Thank you for your letter and attached petition of 5 October 2017 regarding the future funding of Dial-a-Ride and community transport.
The County Council does understand what a lifeline these community schemes are but is having to look at very extensive economies largely because of a loss of Government grant, rising demand for adult and children’s social care and increasing inflation. The Council is restricted in the amount by which it can increase council tax but by law it has to set a balanced budget. It is looking for savings of £140 million out of a budget of around £900 million from April 2019. Much of the Council’s expenditure is fixed by long term contracts or committed to statutory obligations so this is not an easy task. Of necessity, all discretionary expenditure has had to be considered to achieve this balanced budget and this includes subsidised local bus and community transport services.
At the Cabinet meeting on 16 October, officers were instructed to look again at ways to protect valuable services such as Dial-a-Ride. The annual cost of these is over £400,000 so it is not an insignificant sum.
Hampshire County Council works in partnership with district councils and the voluntary sector for the provision of community transport to make resources stretch as far as they can. Generally, local district or town/parish councils meet half of the cost of local Dial-a-Ride services and that funding is not part of the current proposal.
In addition, transport funding of just over £1 million received by Hampshire County Council from Government through Bus Service Operators’ Grant and another £1 million locally through developer contributions is expected to continue and may offer some future funding options, though these funding sources are not currently guaranteed into the future.
Looking at other sources of income to maintain services, the County Council is lobbying Government to consider a pilot scheme in Hampshire in which we would introduce a charge of £10 for older persons’ concessionary bus passes which are currently issued free. That would raise in excess of £400,000 a year and so allow us to continue to fund Dial-a-Ride schemes at their present level. Our recent consultation showed that respondents would rather pay something than lose a service.. There are no plans to make a charge for holders of a disabled person’s pass.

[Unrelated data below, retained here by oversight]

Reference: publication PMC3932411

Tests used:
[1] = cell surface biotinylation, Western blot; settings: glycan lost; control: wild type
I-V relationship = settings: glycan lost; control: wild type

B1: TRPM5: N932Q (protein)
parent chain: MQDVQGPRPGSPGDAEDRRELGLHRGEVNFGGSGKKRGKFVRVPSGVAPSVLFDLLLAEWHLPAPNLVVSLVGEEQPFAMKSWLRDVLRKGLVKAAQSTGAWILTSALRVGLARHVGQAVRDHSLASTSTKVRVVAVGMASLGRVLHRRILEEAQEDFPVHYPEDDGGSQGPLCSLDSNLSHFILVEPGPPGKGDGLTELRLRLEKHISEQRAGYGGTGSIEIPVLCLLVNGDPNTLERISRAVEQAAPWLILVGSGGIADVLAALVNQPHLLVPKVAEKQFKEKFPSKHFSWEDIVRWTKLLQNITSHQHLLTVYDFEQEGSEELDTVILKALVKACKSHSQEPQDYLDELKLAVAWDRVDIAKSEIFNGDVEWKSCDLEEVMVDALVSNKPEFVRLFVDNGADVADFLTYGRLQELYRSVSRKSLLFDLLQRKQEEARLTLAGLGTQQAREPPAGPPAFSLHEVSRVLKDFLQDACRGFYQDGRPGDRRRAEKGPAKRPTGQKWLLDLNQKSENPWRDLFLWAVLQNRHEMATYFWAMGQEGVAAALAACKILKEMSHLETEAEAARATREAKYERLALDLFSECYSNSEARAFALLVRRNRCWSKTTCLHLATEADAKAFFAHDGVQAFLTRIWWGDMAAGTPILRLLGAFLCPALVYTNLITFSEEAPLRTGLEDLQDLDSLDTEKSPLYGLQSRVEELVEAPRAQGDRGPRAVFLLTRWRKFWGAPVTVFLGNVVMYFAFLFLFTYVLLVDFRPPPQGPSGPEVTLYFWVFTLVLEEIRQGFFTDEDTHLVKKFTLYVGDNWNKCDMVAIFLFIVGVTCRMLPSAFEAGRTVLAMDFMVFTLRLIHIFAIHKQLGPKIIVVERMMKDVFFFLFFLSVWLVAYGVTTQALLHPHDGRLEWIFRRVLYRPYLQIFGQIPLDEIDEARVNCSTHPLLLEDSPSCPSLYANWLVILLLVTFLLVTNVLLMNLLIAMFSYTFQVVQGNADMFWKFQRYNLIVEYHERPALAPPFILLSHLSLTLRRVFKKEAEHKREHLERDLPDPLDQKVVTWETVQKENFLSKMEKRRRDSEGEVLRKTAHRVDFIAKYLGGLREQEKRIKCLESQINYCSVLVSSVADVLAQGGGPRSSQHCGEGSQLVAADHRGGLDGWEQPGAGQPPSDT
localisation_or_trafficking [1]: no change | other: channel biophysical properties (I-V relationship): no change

We must also ensure that available funding goes as far as it can. The cost of providing a passenger trip varies between districts and we want to share best practice so that the average can match the best in the county. Dial-a-Ride is not part of the statutory concessionary fares scheme and passholders currently pay half fare. At present the average Dial-a-Ride fare covers less than a fifth of the cost of providing the journey so fares may be the subject of future review and consultation, taking into account the need to avoid hardship and to reflect the individual user’s ability to pay.
In conclusion, thank you for your petition, the contents and support for which are noted and will be taken into account. The bus and community transport subsidy proposals have a number of stages to go through and no changes are anticipated before April 2019. The proposal for a concessionary bus pass charge would be on a pilot basis and will need approval from Government and local consultation but would enable Dial-a-Ride to continue on a similar level to now.
Thank you for the opportunity to respond.
Councillor Rob Humby
Executive Member for Environment and Transport